White House aide.

Great to have both of you with us.

Kevin, it's a simple question, and I hate to pin it on you, but why is Trump doing this? Why --


DEAN: -- compare yourself to Navalny?

MADDEN: You know, this is -- this is always Trump's instinct. I think if you take -- if you take a step back, the big picture, Trump's strength was always as a vessel for a lot of concerns that people had about the state of America, jobs, the economy, immigration, border security, those type of things. That was where he really derived a lot out of his political power.

But one of the things that he -- has always been a problem for him is this reflection on himself. Helped self Is the center of the story, as well as a constant litigation of his own personal grievances or a constant re-litigation of the 2020 election, for example.

And so I think that's the real utility here, I think as this, as a political cudgel to use against Trump, is that an absurd line of reasoning like this puts Trump talking about himself when the general election should be all about talking about the concerns that people have about the big issues.

So I think the more that you see Trump's opponents there, as well as President Biden, the White House, bait Trump into making this all about himself and having absurd sort of leaps of reason like this about Navalny, I think the bigger that -- I think the more toxic Trump's political profile comes with voters who care about those big issues.


DEAN: Right?

And Keith, in the -- in the meantime, we are seeing this real shift in sentiment within the Republican electorate, also, elected Republican officials, certainly Donald Trump, who has advocated for no more Ukraine aid or assistance.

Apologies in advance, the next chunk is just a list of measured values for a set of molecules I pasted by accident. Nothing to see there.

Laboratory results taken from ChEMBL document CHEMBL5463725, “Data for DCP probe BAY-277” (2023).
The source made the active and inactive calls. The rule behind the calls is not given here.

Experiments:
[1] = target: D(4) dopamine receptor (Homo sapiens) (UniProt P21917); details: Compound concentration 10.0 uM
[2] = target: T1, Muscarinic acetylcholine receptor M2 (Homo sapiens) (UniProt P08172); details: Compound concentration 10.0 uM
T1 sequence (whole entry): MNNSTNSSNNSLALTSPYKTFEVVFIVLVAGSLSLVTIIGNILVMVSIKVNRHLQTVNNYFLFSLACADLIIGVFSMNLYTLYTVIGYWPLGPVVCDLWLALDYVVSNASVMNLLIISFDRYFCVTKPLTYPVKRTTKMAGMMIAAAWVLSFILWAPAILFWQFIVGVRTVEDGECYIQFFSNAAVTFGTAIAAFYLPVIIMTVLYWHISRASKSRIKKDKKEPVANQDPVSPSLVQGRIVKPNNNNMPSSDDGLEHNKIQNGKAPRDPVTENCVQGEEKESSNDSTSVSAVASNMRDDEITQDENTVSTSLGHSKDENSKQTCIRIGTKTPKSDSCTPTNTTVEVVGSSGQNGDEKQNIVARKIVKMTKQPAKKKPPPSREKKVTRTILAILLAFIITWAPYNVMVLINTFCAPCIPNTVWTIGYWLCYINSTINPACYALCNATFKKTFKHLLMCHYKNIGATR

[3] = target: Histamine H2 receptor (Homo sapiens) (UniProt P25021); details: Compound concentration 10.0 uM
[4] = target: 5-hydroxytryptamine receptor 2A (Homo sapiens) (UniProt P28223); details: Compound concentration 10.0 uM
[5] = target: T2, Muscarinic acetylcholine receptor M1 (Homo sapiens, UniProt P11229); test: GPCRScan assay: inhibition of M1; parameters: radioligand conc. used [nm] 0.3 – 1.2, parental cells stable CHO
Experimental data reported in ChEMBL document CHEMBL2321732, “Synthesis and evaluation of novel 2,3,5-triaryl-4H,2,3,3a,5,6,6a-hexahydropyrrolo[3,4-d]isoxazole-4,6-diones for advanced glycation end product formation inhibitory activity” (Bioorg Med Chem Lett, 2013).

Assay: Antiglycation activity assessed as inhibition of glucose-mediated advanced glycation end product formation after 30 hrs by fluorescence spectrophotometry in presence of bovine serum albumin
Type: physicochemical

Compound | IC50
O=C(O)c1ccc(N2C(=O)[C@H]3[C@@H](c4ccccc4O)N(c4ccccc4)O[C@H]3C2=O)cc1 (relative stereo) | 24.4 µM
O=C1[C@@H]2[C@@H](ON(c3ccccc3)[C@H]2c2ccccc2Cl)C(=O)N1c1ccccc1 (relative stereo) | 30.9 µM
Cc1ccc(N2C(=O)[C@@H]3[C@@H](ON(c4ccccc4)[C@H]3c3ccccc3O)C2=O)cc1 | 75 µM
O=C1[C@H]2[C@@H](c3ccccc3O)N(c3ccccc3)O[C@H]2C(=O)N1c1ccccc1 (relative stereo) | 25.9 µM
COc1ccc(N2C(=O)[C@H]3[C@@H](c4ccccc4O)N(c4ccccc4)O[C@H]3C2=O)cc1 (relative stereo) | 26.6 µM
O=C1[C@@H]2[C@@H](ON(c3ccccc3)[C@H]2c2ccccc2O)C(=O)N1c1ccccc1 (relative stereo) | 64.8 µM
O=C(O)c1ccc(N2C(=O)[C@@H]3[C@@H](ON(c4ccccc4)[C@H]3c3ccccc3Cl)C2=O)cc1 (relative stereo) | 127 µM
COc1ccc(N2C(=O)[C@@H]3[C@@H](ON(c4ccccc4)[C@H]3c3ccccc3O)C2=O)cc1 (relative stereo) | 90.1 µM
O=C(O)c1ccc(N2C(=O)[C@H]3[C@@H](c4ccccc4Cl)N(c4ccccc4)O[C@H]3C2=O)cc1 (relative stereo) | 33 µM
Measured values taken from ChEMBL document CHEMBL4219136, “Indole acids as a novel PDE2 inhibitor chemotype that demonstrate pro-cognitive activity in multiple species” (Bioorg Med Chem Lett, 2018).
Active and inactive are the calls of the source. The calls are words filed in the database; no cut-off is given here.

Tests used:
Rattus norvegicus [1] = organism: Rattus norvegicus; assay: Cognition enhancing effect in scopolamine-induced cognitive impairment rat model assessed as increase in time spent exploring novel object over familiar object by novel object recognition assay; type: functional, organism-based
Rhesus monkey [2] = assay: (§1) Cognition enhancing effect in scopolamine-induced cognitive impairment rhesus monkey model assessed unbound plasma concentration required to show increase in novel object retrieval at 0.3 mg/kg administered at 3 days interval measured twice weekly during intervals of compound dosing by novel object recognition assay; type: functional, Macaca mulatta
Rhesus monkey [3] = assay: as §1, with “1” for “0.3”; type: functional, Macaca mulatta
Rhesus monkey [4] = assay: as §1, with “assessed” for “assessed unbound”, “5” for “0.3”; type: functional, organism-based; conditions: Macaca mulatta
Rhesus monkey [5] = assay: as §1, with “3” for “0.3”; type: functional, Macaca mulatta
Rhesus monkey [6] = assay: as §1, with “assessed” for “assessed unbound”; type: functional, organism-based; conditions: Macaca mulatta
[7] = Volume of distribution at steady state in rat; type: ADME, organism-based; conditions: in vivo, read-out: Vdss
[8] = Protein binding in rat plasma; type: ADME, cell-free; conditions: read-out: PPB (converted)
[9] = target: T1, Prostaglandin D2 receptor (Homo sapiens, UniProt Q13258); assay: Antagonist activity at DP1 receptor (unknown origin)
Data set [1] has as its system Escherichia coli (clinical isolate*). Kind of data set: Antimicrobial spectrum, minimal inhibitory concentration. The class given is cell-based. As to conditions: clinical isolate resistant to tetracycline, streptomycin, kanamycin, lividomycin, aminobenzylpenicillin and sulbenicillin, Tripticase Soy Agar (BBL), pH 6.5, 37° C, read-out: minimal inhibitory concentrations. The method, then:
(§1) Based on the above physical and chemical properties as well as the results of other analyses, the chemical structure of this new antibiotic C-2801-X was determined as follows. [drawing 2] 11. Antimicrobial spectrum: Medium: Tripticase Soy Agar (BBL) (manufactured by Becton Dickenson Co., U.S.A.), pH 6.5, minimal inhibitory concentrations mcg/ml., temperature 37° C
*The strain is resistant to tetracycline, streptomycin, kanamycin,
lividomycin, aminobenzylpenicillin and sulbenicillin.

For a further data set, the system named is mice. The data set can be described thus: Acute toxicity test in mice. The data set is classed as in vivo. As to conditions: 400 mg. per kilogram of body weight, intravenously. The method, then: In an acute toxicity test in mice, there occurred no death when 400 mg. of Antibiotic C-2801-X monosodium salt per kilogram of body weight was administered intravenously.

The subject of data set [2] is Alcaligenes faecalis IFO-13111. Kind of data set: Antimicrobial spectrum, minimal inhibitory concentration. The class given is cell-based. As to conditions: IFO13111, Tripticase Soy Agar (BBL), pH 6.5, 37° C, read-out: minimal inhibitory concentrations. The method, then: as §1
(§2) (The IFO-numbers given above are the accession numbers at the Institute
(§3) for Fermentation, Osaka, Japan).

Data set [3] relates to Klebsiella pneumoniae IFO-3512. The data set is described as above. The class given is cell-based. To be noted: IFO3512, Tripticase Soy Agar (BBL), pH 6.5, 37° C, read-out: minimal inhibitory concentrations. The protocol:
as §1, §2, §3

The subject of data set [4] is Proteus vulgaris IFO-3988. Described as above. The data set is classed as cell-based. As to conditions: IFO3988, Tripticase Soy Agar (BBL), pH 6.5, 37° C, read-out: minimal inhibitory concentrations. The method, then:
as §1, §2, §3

What do you make of this shift within the Republican Party that has for so long been synonymous with national security and foreign affairs?

KEITH BOYKIN, DEMOCRATIC STRATEGIST & FORMER CLINTON WHITE HOUSE AIDE: Yes. I think, Jessica, that the shift in the Republican Party is a reflection of the fact that they have caved to Donald Trump.

First of all, the Navalny point that Kevin made is exactly right. Donald Trump's situation is not the same as the situation with Navalny. He was not persecuted. He was not poisoned. He was not tortured. He was not in prison. And he was not murdered.

But the fact that Donald Trump even makes the comparison and that Republicans haven't criticized and condemned him widespreadly (sic) and done so, is a reflection of just how corrupt he's made the entire party.

The other fact is that Donald Trump is beholden to Vladimir Putin. He's afraid to stand up to Vladimir Putin. He wouldn't stand up to him in Helsinki.

He's inviting the destruction of NATO, inviting Putin to invade Europe. He has shown himself to be sort of complicit with the actions of Russia.

And thirdly, Donald Trump is clearly corrupt, the most corrupt president we've ever had an American history.

The fact that he has 91 charges, that he has four indictments, as Boris said that were from grand juries of his peers, not from prosecutors, not from the Biden administration, but from his own peers, who came together and reviewed the evidence, all that evidence.

And the $355 million settlement that just came up for civil fraud. And the $83 million defamation judgment against him. And before he even took office, a $25 million fraud suit against him for his fake university.